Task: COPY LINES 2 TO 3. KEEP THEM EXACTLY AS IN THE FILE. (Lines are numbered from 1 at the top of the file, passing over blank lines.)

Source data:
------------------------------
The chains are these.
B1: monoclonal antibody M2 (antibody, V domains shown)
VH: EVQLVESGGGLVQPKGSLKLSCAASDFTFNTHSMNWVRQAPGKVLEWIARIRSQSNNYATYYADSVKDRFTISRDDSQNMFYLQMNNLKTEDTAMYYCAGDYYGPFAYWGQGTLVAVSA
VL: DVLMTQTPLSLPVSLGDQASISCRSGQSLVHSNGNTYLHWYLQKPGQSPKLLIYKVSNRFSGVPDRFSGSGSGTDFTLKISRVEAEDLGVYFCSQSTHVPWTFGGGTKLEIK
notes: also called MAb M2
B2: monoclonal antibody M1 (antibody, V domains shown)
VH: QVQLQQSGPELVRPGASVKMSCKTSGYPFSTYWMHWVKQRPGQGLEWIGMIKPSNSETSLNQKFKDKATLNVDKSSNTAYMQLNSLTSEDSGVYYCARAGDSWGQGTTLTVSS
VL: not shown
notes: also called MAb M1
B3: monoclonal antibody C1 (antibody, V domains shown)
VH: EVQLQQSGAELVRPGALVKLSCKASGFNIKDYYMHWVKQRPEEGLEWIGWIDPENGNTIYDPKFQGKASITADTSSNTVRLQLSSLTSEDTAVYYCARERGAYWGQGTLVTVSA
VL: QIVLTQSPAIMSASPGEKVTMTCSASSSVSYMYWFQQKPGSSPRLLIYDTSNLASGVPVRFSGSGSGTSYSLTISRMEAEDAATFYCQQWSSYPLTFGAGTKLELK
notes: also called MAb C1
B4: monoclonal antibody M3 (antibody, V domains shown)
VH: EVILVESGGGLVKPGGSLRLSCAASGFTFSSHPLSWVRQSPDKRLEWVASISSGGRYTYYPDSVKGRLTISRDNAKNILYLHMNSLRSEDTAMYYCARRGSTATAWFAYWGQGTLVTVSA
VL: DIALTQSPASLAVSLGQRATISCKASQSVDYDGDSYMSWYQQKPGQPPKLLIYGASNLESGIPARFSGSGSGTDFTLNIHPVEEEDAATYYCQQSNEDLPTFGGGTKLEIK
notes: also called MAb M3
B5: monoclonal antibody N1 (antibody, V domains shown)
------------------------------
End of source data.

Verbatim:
B1: monoclonal antibody M2 (antibody, V domains shown)
VH: EVQLVESGGGLVQPKGSLKLSCAASDFTFNTHSMNWVRQAPGKVLEWIARIRSQSNNYATYYADSVKDRFTISRDDSQNMFYLQMNNLKTEDTAMYYCAGDYYGPFAYWGQGTLVAVSA